Changing terms and conditions of employment is rarely straightforward, and this is a complex area of law. We could write pages and pages on this topic – but don’t worry, we’ve simplified things for you to give an overview of what’s involved in changing terms and conditions.
From time to time, employers may wish to change the terms and conditions of employment of an employee, or of a group of employees. Before changing the terms and conditions, you should think carefully about what you're trying to achieve, the issue you're trying to solve and if you really need to make changes to your employees' contracts.
Once you’ve decided you need to change the terms and conditions, the best place to start is by looking at your existing contracts.
Do your employment contracts contain Flexibility Clauses?
Some contracts of employment will contain a “flexibility clause”. This is a clause written into the contract and simply allows the employer to make changes to the contract of employment as and when they need to.
Flexibility clauses usually take two forms:
- A general flexibility clause, which states that the employer has the power to vary any term of the employment contract; or
- A specific flexibility clause, which states that the employer has the power to vary a specific (or a number of specific) terms of the employment contract – but not all of them.
The problem with general flexibility clauses
The problem with general flexibility clauses is that they try to give the employer ‘carte blanche’ to change any term of the contract whenever they like. You can easily imagine what Judges think of that one!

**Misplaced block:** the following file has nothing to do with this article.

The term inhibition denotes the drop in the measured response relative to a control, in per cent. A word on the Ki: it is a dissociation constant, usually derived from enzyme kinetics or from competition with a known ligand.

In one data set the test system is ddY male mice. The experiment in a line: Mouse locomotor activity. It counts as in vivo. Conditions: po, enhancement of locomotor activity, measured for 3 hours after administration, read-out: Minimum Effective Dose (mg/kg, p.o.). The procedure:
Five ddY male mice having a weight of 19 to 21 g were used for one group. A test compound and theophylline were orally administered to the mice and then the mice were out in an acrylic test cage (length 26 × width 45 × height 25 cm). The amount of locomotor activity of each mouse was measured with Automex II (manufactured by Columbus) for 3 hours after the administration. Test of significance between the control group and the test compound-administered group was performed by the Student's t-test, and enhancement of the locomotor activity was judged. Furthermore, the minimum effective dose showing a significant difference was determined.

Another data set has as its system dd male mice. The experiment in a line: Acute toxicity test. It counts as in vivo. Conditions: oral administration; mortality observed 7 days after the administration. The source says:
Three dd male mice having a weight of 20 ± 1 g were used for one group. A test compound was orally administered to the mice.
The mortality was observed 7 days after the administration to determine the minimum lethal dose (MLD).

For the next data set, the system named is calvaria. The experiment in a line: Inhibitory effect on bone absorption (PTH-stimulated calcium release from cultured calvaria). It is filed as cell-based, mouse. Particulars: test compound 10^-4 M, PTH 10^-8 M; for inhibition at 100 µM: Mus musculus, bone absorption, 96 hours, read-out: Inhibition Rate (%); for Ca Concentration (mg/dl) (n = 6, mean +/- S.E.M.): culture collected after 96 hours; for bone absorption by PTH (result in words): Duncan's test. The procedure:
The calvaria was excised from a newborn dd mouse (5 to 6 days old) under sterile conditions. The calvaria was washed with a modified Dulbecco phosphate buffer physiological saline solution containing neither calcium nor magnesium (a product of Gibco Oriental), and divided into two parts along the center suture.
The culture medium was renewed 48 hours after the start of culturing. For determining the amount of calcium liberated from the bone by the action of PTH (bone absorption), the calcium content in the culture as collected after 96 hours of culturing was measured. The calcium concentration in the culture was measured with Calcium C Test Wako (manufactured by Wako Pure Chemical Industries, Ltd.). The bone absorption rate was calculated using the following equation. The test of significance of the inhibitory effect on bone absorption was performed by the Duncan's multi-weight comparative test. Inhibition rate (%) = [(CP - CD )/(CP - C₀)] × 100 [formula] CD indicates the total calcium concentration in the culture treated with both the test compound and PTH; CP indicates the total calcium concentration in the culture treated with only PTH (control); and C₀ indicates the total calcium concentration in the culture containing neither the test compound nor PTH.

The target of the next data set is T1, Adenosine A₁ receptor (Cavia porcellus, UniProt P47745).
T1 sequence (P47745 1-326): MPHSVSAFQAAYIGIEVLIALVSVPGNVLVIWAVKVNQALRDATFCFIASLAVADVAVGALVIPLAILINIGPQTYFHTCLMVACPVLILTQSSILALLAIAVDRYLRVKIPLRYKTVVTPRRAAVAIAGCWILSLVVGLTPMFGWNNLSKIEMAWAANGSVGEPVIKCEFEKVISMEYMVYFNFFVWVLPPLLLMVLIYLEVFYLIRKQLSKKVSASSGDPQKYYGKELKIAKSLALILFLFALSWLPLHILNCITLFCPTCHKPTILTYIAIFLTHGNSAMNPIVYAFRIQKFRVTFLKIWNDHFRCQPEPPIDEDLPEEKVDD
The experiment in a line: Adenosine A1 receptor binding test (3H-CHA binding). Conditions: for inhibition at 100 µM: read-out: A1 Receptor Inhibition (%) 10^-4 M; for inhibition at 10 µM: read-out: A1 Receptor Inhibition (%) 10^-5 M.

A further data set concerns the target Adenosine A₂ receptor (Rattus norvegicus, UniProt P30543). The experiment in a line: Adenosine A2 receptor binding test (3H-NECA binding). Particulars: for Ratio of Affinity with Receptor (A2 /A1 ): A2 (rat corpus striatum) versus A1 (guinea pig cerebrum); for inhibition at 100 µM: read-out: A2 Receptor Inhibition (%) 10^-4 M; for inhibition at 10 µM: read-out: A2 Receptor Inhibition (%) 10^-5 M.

In reality, reliance on a general flexibility clause very rarely works out well for employers when they are trying to vary a term (or terms) of a contract to the detriment of employees.
Specific flexibility clauses
Specific flexibility clauses are looked upon a little more favourably. These clauses are usually limited and only give the employer the power to make a change in certain circumstances.
A common example is a “mobility clause” – which relates to where the employee works. For example, there might be a clause in the contract permitting the employer to move the employee’s usual place of work, without the employee’s express agreement, to within a 10 mile radius of their current place of work.
If you’re looking to make changes to your employees’ terms and conditions, considering whether the contract of employment contains a flexibility clause is a good place to start.
Other options – ‘principal options’
If there is no flexibility clause, or at least there is not a flexibility clause that would really stand up to scrutiny, then employers have three principal options available to them when trying to make changes to employment contracts:
- To seek agreement from the employees;
- To terminate the existing employment contracts and offer re-engagement on the new terms;
- To just impose the changes and let the employees decide how to respond.
Regardless of which of the three options an employer chooses, you’ll need to consult with employees first.
Consultation generally involves meeting with the employees affected by the change, discussing and explaining the reasons for the change and considering any suggestions or alternatives put forward by the employees.
When changing terms and conditions effects 20 or more employees
There are stricter legal consultation requirements (including with regards to minimum periods of consultation and the election of employee representatives with whom to consult) in cases where an employer is seeking to make changes that would effect 20 or more employees.